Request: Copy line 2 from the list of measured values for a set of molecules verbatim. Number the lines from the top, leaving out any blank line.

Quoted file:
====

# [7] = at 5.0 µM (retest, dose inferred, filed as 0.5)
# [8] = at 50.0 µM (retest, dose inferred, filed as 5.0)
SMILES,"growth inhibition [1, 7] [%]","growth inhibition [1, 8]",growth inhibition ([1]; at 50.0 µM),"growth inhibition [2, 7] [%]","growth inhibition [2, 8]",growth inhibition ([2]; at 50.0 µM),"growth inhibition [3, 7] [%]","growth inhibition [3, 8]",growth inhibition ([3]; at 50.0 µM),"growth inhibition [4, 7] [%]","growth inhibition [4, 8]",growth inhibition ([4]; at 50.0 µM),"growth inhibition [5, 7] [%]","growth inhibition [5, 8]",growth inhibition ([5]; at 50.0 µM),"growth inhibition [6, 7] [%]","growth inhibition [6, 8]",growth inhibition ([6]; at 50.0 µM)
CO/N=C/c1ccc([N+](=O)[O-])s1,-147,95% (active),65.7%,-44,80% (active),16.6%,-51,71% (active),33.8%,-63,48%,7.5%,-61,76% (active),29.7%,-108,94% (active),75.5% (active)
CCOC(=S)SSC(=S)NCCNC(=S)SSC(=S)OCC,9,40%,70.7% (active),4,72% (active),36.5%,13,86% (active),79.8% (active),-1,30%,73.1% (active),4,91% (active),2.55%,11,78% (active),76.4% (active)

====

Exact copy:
# [8] = at 50.0 µM (retest, dose inferred, filed as 5.0)